'Bling Empire': All of the Show's Asian Customs Explained
Plus, does one serving of fish maw soup really cost $15,000?
Netflix’s “Bling Empire” doesn’t just highlight the lavish lifestyles of wealthy Asian American Angelenos, it also showcases numerous Asian customs and traditions.
“It was a collaborative effort where we shared a lot [of knowledge] with the crew,” producer and cast member Kelly Mi Li told TheWrap of incorporating the cultural elements into the show. “We had a good amount of Asian Americans on the crew working, which helped a lot.”
Major Asian holidays and cultural events, including Chinese New Year and a 100-Day party, serve as backdrops for the show’s most dramatic moments.
TheWrap breaks down all of the Asian customs from “Bling Empire” below (warning, major spoilers ahead):
Chinese/Lunar New Year (Episode 1)
Anna Shay and Christine Chiu wear lucky red during Chinese New Year (Photo: Netflix)
The docusoap kicks off with Christine and Gabriel Chiu’s lavish New Year’s Party in Beverly Hills. New Year’s Day is the most important day in the lunar calendar, symbolizing new beginnings. In the season premiere, which was filmed in 2019, the cast gathers to ring in the Year of the Pig (The Year of the Ox kicks off on Feb. 12, 2021.)
“The white new year, what do you get to celebrate?” castmember Kane Lim rhetorically asks in his on-screen confessional. “You have a new goal in life. You want to lose weight. You wake up with a hangover. [For] Chinese New Year, you wake up with money! You collect money in a red envelope. It’s such a good holiday.”
Families exchange red envelopes (hongbao) filled with money as gifts. The practice is so common, banks in cities with large Chinese populations (i.e. San Francisco, Singapore, Sydney) will print red envelopes each lunar new year for their clients to give away.
The color red, which is seen throughout the series and worn by many castmembers, symbolizes luck. Lion dancers also recur throughout to bring luck and ward away evil spirits.
Butterfly paperweight (Episode 1)
Following the Chinese New Year celebration, Anna Shay invites the Chius to a formal dinner at her Beverly Hills residence. As a party favor, they are given a Baccarat butterfly paperweight. In Japanese culture (Shay is of Japanese-Russian heritage), butterflies symbolize joy, with two butterflies symbolizing marital happiness. Though it’s never outright explained in the series, the one butterfly may hint at the Chiu’s rift over having another baby. And, as in many other cultures, butterflies are a symbol of fragile beauty, perhaps another commentary on the Chius, who operate a successful plastic surgery business.
Black stew (Episode 2)
When Kane and his friend Kevin Kreider visit expectant-mom Cherie Chan at home, they come across a pot of pork knuckles and ginger stew bubbling away on the stove. Cherie explains that she’s been preparing it for a month and just added pigs feet and eggs.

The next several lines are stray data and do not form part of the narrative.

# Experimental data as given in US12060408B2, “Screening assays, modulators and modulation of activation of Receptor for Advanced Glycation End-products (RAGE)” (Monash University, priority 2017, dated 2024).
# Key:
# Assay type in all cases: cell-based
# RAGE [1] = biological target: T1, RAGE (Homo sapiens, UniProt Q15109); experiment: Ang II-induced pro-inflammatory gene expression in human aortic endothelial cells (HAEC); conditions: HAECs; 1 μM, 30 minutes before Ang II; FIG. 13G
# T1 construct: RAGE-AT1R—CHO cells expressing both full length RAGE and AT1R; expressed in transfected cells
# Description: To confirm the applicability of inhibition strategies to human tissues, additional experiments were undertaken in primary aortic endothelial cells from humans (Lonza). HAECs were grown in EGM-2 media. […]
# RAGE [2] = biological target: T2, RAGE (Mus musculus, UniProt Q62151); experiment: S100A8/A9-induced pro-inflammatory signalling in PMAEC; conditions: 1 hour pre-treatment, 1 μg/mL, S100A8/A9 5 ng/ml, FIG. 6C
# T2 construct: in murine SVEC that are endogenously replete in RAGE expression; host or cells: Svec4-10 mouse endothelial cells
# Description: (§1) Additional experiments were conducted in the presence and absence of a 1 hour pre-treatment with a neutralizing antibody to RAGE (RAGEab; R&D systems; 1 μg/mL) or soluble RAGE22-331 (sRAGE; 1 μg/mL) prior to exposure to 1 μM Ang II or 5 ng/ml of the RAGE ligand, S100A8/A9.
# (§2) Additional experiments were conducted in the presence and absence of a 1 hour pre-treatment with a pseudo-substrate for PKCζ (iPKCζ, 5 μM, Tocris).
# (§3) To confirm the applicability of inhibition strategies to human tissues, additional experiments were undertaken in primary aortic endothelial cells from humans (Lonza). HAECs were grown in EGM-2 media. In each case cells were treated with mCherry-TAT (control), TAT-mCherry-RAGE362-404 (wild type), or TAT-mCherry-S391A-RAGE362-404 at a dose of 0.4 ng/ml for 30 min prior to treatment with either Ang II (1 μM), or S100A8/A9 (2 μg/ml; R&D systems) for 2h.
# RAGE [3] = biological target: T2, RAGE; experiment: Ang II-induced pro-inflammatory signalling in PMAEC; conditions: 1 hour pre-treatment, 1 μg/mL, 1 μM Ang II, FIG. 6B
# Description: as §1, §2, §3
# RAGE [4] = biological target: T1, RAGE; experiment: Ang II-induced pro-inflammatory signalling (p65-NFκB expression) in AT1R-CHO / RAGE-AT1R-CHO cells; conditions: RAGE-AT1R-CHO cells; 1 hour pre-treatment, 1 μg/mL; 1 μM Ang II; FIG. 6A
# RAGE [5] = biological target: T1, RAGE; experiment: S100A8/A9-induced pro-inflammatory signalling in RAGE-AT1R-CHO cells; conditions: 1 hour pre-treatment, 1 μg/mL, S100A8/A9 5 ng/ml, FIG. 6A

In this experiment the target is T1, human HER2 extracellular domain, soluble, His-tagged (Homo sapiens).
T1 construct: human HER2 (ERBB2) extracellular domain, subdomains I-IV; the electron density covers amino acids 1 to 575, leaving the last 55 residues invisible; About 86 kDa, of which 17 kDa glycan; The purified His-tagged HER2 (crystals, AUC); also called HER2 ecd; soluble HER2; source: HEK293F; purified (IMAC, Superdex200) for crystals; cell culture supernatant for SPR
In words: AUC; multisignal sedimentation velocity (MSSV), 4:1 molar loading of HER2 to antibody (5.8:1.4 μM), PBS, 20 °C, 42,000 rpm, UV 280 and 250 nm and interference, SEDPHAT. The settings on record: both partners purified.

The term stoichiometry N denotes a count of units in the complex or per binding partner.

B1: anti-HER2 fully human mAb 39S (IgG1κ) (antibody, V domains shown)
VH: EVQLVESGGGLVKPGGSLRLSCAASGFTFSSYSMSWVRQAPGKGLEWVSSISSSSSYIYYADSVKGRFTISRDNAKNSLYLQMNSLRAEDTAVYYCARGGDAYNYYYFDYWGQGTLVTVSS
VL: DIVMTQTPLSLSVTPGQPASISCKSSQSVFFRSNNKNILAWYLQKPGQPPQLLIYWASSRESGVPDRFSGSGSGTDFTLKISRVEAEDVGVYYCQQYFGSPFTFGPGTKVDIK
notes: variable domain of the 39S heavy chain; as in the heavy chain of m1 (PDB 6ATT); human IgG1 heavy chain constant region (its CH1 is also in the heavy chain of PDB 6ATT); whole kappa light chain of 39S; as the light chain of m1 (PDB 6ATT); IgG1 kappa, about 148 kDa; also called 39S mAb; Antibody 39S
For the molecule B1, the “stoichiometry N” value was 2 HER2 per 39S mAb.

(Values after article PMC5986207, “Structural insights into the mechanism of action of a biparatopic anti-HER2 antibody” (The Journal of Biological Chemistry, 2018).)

“Why is it black?” Kane asks, lifting the lid and immediately retching from the overwhelming smell.
“It’s because of the vinegar,” Cherie explains.
Indeed, black pork knuckle and ginger stew is eaten by many moms post-partum; the bones dissolve over the long cooking process to provide collagen, the meat and eggs add protein and calcium depleted during childbirth, and the vinegar and ginger are cleansing for the body and digestion.
“The funny thing is, I grew up eating the pig’s feet vinegar because around wintertime,” Cherie explained to TheWrap, “it’s a warm food for your body. You don’t have to turn on the heat because there’s so much ginger in there.”
Shrine to the dead (Episode 2)
Later in the episode, Cherie, Kane and Kevin gather at a home altar dedicated to Cherie’s mother Cindy, who passed away from pancreatic cancer. Such shrines are common in Chinese homes; they include a photo of the departed loved one and offerings like fruit and incense. The trio lights candles for Cindy, while Kane and Kevin begin a Buddhist chant to help send her soul to the afterlife.
“In Buddhism, the soul stays in the body after you’re dead. There’s a period of time where your consciousness doesn’t know where they are and by chanting, it helps guide a person to a better place,” Kane explains.
Chinese apothecary (Episode 3)
Kevin, Kane and Jessey visit a Chinese apothecary to buy post-partum treatments for Cherie (Photo: Netflix)
Kane, Kevin and Cherie’s boyfriend Jessey visit a Chinese apothecary, Wing Hop Fun, to source more ingredients for post-partum soup. The apothecary contains many herbs and delicacies, including dried sea cucumbers, which can cost hundreds of dollars per pound.
“$239 for this? Man, I’d be poor shopping here,” Kevin says in disbelief. But the true sticker shock hits when he sees the items in the special locked case, which includes dried fish maw that costs a whopping $15,000 per pound. According to the Wing Hop Fun website, the fish maw, which comes from the air bladder, is high in protein, collagen and vitamins and low in fat, making it an optimum ingredient in a post-partum soup.